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Chicago Cardinal Francis George
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Chicago cardinal: Secularism enforced as ‘official religion’ comparable to Sharia law

Kirsten Andersen Kirsten Andersen Follow Kirsten

A Roman Catholic archbishop said this week that the United States has effectively formed its own “State religion” – one based on “progressive” secular ideals, but enforced in some cases with the same viciousness as Islam’s Sharia law.

Cardinal Francis George, archbishop of Chicago, wrote in his weekly diocesan column that, particularly when it comes to sexuality, Catholics now face “a crisis of belief” when it comes to choosing obedience to the Faith, or obedience to the State:

In recent years, society has brought social and legislative approval to all types of sexual relationships that used to be considered “sinful.” Since the biblical vision of what it means to be human tells us that not every friendship or love can be expressed in sexual relations, the church’s teaching on these issues is now evidence of intolerance for what the civil law upholds and even imposes. What was once a request to live and let live has now become a demand for approval. The “ruling class,” those who shape public opinion in politics, in education, in communications, in entertainment, is using the civil law to impose its own form of morality on everyone. We are told that, even in marriage itself, there is no difference between men and women, although nature and our very bodies clearly evidence that men and women are not interchangeable at will in forming a family. Nevertheless, those who do not conform to the official religion, we are warned, place their citizenship in danger.

When the recent case about religious objection to one provision of the Health Care Act was decided against the State religion, the Huffington Post (June 30, 2014) raised “concerns about the compatibility between being a Catholic and being a good citizen.” This is not the voice of the nativists who first fought against Catholic immigration in the 1830s. Nor is it the voice of those who burned convents and churches in Boston and Philadelphia a decade later. Neither is it the voice of the Know-Nothing Party of the 1840s and 1850s, nor of the Ku Klux Klan, which burned crosses before Catholic churches in the Midwest after the civil war. It is a voice more sophisticated than that of the American Protective Association, whose members promised never to vote for a Catholic for public office. This is, rather, the selfrighteous voice of some members of the American establishment today who regard themselves as “progressive” and “enlightened.”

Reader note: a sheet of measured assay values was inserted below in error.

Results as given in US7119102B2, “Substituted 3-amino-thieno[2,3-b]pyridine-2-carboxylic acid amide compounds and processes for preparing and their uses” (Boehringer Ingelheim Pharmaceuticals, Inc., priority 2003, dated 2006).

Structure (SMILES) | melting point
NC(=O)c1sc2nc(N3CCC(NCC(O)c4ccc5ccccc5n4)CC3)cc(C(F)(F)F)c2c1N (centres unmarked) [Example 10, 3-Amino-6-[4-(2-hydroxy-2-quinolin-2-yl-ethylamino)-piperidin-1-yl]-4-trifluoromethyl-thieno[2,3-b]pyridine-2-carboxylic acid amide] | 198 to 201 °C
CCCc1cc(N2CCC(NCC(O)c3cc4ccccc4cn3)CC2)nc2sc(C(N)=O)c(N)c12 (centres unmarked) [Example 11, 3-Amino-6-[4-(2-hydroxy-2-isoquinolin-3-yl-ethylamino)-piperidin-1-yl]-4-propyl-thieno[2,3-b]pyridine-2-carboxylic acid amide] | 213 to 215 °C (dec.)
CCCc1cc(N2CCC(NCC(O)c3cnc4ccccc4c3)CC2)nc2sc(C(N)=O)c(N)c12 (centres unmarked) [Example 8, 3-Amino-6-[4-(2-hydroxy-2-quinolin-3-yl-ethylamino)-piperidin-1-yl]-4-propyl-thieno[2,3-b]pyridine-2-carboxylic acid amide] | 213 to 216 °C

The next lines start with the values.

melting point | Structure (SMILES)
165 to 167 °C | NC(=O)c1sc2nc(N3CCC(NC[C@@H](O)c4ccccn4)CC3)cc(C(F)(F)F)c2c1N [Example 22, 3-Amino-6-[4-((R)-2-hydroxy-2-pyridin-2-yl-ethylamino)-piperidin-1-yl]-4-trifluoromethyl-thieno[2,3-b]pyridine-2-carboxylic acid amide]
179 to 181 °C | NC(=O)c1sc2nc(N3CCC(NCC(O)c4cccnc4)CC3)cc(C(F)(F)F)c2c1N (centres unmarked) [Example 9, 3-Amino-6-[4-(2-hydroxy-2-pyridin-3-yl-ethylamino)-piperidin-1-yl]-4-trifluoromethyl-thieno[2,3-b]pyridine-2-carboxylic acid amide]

Cardinal George went on to echo the words of Pope Francis in urging Catholics to “swim against the tide” of State-enforced sinfulness and stay faithful to Church teaching instead.  But he acknowledged that obedience to God can come with a heavy price, one that some Catholics have been unwilling to pay:

Swimming against the tide means limiting one’s access to positions of prestige and power in society. It means that those who choose to live by the Catholic faith will not be welcomed as political candidates to national office, will not sit on editorial boards of major newspapers, will not be at home on most university faculties, will not have successful careers as actors and entertainers. Nor will their children, who will also be suspect. Since all public institutions, no matter who owns or operates them, will be agents of the government and conform their activities to the demands of the official religion, the practice of medicine and law will become more difficult for faithful Catholics. It already means in some States that those who run businesses must conform their activities to the official religion or be fined, as Christians and Jews are fined for their religion in countries governed by Sharia law.

But the cardinal urged Catholics not to lose hope, saying that there are “many good and faithful people,” even inside the ruling class, who do not wish to see America transformed into “a fake church.” 

Cardinal George also reminded the faithful of the promise made by Jesus in the Scriptures. “When Christ returns in glory to judge the living and the dead, the church, in some recognizable shape or form that is both Catholic and Apostolic, will be there to meet him,” the cardinal wrote. “There is no such divine guarantee for any country, culture or society of this or any age.”

To read the rest of Cardinal George’s piece, click here.

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